Purchasing Card Growth Dramatic in Programs Adopting Master Agreements, According to AberdeenGroup Research.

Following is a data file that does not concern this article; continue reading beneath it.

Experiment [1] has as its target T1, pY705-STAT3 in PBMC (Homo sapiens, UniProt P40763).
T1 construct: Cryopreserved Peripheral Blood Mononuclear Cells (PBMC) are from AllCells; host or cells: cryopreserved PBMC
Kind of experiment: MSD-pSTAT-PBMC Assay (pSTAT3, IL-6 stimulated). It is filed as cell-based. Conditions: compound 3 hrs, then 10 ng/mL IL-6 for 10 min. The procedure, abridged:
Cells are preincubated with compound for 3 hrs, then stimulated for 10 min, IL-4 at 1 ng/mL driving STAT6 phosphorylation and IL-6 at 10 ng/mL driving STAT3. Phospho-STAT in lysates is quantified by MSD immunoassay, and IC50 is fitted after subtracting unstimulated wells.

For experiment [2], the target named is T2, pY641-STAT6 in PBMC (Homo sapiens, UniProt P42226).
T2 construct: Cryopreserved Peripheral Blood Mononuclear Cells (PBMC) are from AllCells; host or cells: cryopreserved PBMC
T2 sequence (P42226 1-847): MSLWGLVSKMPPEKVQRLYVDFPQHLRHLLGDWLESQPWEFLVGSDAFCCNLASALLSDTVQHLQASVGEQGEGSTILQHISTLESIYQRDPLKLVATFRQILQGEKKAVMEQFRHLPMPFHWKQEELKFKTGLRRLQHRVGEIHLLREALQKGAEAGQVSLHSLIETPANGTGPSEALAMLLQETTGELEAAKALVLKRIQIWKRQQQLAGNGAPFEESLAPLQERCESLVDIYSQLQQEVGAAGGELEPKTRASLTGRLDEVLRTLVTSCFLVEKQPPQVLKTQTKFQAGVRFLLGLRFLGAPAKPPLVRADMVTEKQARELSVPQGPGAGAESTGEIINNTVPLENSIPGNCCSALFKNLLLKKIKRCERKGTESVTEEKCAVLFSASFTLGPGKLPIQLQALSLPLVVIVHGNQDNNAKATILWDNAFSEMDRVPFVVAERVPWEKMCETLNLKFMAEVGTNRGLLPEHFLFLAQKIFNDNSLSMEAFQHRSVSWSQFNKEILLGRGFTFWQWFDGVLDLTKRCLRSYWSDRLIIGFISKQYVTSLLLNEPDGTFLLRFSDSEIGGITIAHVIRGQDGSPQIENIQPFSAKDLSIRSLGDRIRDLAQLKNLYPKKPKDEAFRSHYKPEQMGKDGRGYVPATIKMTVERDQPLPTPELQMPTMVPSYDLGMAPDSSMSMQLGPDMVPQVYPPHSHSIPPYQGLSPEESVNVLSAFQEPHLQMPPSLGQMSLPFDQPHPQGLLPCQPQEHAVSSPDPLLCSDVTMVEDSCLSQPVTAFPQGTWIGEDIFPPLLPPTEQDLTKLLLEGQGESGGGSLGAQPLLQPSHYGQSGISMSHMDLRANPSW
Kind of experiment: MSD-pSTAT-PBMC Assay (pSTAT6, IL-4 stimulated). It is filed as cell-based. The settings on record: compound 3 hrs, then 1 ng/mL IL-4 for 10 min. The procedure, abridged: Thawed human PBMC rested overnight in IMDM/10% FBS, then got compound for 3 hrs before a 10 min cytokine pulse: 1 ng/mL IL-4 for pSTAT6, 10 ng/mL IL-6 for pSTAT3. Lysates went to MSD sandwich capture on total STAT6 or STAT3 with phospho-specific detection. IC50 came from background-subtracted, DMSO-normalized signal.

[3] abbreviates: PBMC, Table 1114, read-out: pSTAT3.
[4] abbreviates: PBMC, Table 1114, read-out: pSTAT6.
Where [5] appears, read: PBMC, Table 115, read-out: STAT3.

BOSTON -- Expenditures managed via purchasing card programs have grown over the past five years at a compounded rate of approximately 21%. This is due to the diligence of program directors who are deploying card payments in an increasing number of spend categories, with assistance from card issuers, to improve reporting and supplier acceptance. Transactional volumes over this same period have grown 15% per year, on average, according to a new report in the Invoice Reconciliation and Payment business series by AberdeenGroup. E[acute accent]The report, "The Purchasing Card Benchmark Report - Best Tactics to Increase Program Growth," demonstrates that companies that address new spend categories and supplier types, and embrace technology for reasons beyond employee and administration convenience, have seen the most notable program growth. The report also reveals that despite the growth of purchasing card ("P-Card") programs and the relative satisfaction of most programs' original charters, many program directors believe their programs have reached a plateau. E[acute accent]"Purchasing card programs are ready to come of age", according to Jeff Pikulik, a lead analyst in Aberdeen's Procure-to-Pay practice. "A fresh approach can boost the value and significantly improve growth of P-Card programs," said Pikulik. "For too many users, setting and resetting program parameters and policy guidelines feels like progress, but greater business value and cost reduction opportunities remain locked in by paradigms of the original program scope. These models were created in the early years of P-Card programs, and they under-utilize modern workflow and data management tools now available" E[acute accent]Aberdeen recommends purchasing card programs challenge program scope and expand the programs by addressing master agreement and contract pricing requirements, examining specific purchase order types that lend themselves to payment via purchasing cards, extending the program to service categories, and proactively exchange electronic payment remittance information on suppliers providing non-traditional, large project, or recurring services requirements. E[acute accent]AberdeenGroup and the National Association of Purchasing Card Professionals (NAPCP) benchmarked over 170 corporate purchasing card programs during the first quarter of 2005. This study was sponsored by American Express, MasterCard International, Visa USA, and GE Corporate Payment Services.
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